- Electricity. Communal service was implemented by an act of the city council of 4 August 1892. A concession was given to the India Rubber Company to establish an electrical works, which began operations in 1896. A trial run was made in supplying power at the Parc de Bruxelles and at place Rogier. Early electric lighting of public spaces was subsequently furnished only at the Grand' Place. The Tramways bruxellois company installed masts to carry overhead wires to service its trams at the turn of the 20th century. In 1929 the Intercommunale Bruxelloise de l'Électricité was created among Brussels and several surrounding communes. Production was ended in the 1950s and the city contracted for delivery of services from Société Gazelec. This was followed by service from Société Sibelgaz in 1974 through the Intercommunale bruxelloise de Gas et de l'Électricité. Today Electrabel is the largest power company in Belgium supplying electricity and natural gas. The Institut bruxellois pour la Gestion de l'Environnement (IBGE)/Brussels Instituut voor Mi-lieubeheer (BIM) regulates markets for electricity in the Brussels Capital Region (BCR).Gas. The first gas works in continental Europe opened in Brussels on 24 August 1819. The first streets lit by gas were the new boulevards of the inner ring road from the Willebroeck Canal to the porte de Schaerbeek. The first works were located on the rue Saint-Roch and built by the Brian and Fischer Company of Manchester, England. A vast new facility opened on rue des Échelles in Laeken in 1875, which was operated by the city. A modern addition was built in 1909. In 1929, the Intercommunale Bruxelloise de Gaz was created among Brussels and several neighboring communes. The city discontinued production in the 1950s and contracted for delivery from the Société Gazelec. Public distribution was ended by a decree of 17 October 1974 when the Intercommunale Bruxelloise de Gaz et de l'Électricité secured service from the Société Sibelgaz. The gazomètre constitutes the sole surviving building from the city's early gas distribution network. Built in 1892 in Molenbeek-Saint-Jean, it is classed as a historical site. The IBGE/BIM regulates markets for gas in the Brussels Capital Region.Water. Water was first secured from the Senne River, from reservoirs, and from wells. The Groote Pollepoel still stands in the Parc d'Egmont as a representative well. Nonpotable water was secured through reservoirs, dug as early as 1300, of which there existed about 15 by the mid-15th century. Water to power mills along the sluggish, shallow Senne was secured by means of basins dug along the river bank, which collected rainwater descending from higher elevations. Wells dug at the foot of the upper town on the eastern slope of the Senne valley brought water to the lower town by means of pipes, first made of wood and glazed pottery, and then lead. At the beginning of the 17th century sources outside the city began to be extensively tapped. In 1661, the city bought two plots in Saint-Gilles and the many pools in Molenbeek-Saint-Jean were sourced. In 1857, the city organized a water service for delivering potable water available through harnessing freshwater sources in Etterbeek and Braine l'Alleud. An intercommunal company serving many suburbs was created in 1891. The Compagnie Intercommunale Bruxelloise des Eaux/Brusselse Intercommunale Watermaatschappij/Brussels Intercommunal Water Company delivers drinking water to the BCR. Water is sourced largely from Wallonia (97 percent) with the remaining 3 percent obtained from subterranean sources in the Forêt de Soignes and the Bois de la Cambre. It is stocked in four reservoirs located around the region. The water is then distributed throughout the region by the Intercommunale Bruxelloise de Distribution d'Eau/Brusselse Intercommunale voor Waterdistributie/Brussels Intercommunal for Water Distribution. Two wastewater treatment plants were built in the north and south of the BCR following a 1980 purification plan. A decree of 23 March 1994 designated the Senne basin as a "sensitive zone" (zone sensible) in mandating that 80 percent of phosphorus and nitogen deposits be removed in the purification process. Annual consumption in the BCR totals approximately 60 million cubic meters.There were many fountains throughout the city through the course of history, notably the Manneken-Pis and the fountain at the Steen-porte, the latter in place from 1642 until 1825.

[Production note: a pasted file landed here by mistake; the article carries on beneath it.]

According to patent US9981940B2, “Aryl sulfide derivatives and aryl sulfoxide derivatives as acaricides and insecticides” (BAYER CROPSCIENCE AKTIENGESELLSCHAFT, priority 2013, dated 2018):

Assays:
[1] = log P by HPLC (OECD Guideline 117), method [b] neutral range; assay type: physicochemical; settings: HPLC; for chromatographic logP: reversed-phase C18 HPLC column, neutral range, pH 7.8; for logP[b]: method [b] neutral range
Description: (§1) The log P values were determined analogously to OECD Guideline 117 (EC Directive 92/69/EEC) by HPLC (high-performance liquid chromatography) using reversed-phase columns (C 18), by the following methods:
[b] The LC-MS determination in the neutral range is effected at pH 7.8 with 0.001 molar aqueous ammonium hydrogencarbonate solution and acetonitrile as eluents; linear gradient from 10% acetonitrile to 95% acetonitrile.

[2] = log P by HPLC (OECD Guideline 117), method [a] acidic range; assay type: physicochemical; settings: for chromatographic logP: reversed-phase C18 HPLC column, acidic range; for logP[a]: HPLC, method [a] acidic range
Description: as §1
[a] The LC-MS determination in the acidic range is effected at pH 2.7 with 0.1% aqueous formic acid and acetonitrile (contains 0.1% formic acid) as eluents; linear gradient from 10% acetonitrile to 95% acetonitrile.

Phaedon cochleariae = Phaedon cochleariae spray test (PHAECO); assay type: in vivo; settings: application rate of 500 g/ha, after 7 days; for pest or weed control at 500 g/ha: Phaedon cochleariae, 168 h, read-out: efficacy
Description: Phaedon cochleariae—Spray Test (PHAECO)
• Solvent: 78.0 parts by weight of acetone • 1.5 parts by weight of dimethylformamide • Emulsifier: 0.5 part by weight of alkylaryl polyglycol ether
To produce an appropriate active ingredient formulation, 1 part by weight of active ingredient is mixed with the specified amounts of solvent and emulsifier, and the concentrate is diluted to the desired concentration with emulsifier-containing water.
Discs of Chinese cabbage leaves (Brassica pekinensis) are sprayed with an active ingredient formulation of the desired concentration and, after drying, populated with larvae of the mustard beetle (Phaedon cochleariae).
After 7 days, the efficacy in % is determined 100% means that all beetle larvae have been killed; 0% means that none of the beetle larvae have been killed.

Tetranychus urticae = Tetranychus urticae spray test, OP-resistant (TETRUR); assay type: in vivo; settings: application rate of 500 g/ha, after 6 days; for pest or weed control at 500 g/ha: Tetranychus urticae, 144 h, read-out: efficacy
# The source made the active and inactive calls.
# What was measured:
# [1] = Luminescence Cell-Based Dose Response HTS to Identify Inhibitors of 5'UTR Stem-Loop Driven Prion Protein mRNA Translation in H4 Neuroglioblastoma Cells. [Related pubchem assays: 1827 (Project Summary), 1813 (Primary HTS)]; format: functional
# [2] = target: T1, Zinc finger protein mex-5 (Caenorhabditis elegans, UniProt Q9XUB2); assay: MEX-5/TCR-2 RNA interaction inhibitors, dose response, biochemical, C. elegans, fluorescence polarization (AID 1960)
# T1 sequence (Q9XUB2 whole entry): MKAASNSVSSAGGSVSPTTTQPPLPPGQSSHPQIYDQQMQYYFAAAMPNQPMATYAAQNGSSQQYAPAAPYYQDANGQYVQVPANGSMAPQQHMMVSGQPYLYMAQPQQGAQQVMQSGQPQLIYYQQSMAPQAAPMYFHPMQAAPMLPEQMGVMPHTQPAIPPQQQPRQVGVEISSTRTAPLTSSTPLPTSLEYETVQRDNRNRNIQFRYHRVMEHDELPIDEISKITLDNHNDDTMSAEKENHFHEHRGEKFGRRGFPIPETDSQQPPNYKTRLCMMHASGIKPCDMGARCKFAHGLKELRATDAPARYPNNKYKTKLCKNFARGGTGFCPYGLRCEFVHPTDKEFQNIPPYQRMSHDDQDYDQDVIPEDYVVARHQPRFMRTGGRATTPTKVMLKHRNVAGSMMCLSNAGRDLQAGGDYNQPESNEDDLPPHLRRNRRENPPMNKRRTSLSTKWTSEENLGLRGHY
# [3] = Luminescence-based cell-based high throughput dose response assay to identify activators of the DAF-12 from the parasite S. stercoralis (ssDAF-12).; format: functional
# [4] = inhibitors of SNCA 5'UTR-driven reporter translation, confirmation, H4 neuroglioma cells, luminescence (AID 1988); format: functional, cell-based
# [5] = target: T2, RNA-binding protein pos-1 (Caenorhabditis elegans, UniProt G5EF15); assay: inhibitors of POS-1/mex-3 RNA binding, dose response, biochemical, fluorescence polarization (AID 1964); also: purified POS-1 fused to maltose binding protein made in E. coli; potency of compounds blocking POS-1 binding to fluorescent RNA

Historical Dictionary of Brussels. Paul F. State.